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How Non-Member Functions Improve Encapsulation


Templates and Factory Functions at Namespace Scope

In the previous section, I argued that static member functions should be made non-members whenever that is possible, because that increases class encapsulation. I consider these two possible implementations for a factory function:

// the less encapsulated design
class Widget {
   ...  
public:
   static Widget* make(/* params */);
};     

// the more encapsulated design
namespace WidgetStuff {
   class Widget { ... };
   Widget* make( /* params */ );
};

Andrew Koenig pointed out that the first design (where make is static inside the class) enables one to write a template function that invokes make without knowing the type of what is being made:

template<typename T>
void doSomething( /* params */ )
{
   // invoke T's factory function
   T *pt = T::make( /* params */ );    
   ...
}

This isn't possible with the namespace-based design, because there's no way from inside a template to identify the namespace in which a type parameter is located. That is, there's no way to figure out what ??? is in the pseudocode below:

template<typename T>
void doSomething( /* params */ )
{
   // there's no way to know T's containing namespace!
   T *pt = ???::make( /* params */ );
   ...                               
}

For factory functions and similar functions which can be given uniform names, this means that maximal class encapsulation and maximal template utility are at odds. In such cases, you have to decide which is more important and cater to that. However, for static member functions with class-specific names, the template issue fails to arise, and encapsulation can again assume precedence.

Syntax Issues

If you're like many people with whom I've discussed this issue, you're likely to have reservations about the syntactic implications of my advice that non-friend non-member functions should be preferred to member functions, even if you buy my argument about encapsulation. For example, suppose a class Wombat supports the functionality of both eating and sleeping. Further suppose that the eating functionality must be implemented as a member function, but the sleeping functionality could be implemented as a member or as a non-friend non-member function. If you follow my advice from above, you'd declare things like this:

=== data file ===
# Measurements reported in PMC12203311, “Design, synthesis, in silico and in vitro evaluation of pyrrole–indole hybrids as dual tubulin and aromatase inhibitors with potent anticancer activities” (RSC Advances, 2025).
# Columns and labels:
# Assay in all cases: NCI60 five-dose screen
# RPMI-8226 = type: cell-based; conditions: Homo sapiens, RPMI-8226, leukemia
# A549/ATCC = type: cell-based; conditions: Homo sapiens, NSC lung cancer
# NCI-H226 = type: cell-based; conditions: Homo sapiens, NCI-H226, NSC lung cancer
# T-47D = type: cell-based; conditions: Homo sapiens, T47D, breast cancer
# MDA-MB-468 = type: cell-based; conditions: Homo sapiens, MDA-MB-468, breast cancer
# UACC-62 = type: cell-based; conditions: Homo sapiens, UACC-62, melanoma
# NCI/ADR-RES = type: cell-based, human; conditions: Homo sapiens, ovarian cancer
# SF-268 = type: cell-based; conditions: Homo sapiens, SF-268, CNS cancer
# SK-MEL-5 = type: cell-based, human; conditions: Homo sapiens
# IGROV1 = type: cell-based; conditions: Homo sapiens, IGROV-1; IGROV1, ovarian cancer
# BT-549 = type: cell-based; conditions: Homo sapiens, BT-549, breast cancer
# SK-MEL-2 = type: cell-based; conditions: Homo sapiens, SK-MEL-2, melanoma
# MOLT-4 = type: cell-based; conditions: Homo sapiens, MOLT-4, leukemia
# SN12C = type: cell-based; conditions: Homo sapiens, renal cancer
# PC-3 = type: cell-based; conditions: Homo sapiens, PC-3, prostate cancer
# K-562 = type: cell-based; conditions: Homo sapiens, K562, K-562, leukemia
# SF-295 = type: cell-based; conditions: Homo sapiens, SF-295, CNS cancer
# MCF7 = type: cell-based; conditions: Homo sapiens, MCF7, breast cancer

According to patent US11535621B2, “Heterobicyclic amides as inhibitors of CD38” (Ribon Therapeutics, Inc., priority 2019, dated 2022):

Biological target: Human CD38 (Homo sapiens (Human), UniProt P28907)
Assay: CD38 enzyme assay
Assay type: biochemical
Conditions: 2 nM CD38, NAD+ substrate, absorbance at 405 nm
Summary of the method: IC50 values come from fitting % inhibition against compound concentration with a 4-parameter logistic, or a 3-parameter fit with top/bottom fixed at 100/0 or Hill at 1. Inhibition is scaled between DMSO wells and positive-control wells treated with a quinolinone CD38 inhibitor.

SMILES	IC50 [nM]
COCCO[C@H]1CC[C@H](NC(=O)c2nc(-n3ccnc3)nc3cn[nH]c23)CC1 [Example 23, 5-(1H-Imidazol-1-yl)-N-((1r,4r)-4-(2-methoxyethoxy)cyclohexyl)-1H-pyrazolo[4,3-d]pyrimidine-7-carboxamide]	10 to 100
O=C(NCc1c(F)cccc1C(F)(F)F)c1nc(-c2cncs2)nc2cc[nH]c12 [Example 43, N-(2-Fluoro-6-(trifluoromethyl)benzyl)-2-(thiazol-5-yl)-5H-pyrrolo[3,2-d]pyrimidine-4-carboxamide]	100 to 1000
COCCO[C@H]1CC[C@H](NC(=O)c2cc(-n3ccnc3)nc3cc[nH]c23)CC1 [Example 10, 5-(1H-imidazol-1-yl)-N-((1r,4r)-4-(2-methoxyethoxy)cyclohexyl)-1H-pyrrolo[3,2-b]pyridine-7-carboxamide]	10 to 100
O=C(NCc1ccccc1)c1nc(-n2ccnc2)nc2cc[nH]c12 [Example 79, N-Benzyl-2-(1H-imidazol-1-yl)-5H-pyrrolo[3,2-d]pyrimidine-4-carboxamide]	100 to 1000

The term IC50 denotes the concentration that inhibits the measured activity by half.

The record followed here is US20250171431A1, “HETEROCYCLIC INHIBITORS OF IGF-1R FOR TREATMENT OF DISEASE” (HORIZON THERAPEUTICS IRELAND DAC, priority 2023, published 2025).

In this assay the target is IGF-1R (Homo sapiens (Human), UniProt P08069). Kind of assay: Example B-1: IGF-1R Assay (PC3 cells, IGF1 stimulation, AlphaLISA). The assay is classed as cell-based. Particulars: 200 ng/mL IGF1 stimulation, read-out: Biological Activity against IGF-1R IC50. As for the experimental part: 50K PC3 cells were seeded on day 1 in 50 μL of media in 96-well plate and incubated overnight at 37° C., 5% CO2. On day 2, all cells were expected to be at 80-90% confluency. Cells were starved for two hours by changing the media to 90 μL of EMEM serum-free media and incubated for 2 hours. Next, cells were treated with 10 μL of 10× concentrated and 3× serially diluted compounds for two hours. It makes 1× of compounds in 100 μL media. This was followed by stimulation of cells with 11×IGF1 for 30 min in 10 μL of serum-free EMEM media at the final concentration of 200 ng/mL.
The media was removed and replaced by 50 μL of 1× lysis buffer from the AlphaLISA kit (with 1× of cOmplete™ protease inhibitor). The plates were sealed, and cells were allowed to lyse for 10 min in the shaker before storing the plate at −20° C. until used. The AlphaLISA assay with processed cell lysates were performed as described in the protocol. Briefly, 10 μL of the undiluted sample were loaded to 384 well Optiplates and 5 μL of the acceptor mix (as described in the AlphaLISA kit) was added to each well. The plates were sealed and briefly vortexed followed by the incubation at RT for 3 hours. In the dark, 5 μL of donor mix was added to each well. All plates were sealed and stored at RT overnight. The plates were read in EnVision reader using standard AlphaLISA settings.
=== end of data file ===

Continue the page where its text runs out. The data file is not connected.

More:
class Wombat {
public:
   void eat(double tonsToEat);
   ...
};

void sleep(Wombat& w, double hoursToSnooze);

That would lead to a syntactic inconsistency for class clients, because for a Wombat w, they'd write

w.eat(.564);

to make it eat, but they would write

sleep(w, 2.57);

to make it sleep. Using only member functions, things would look much neater:

class Wombat {
public:
   void eat(double tonsToEat);
   void sleep(double hoursToSnooze);
   ...
};

w.eat(.564);
w.sleep(2.57);

Ah, the uniformity of it all! But this uniformity is misleading, because there are more functions in the world than are dreamt of by your philosophy.

To put it bluntly, non-member functions happen. Let us continue with the Wombat example. Suppose you write software to model these fetching creatures, and imagine that one of the things you frequently need your Wombats to do is sleep for precisely half an hour. Clearly, you could litter your code with calls to w.sleep(.5), but that would be a lot of .5s to type, and at any rate, what if that magic value were to change? There are a number of ways to deal with this issue, but perhaps the simplest is to define a function that encapsulates the details of what you want to do. Assuming you're not the author of Wombat, the function will necessarily have to be a non-member, and you'll have to call it as such: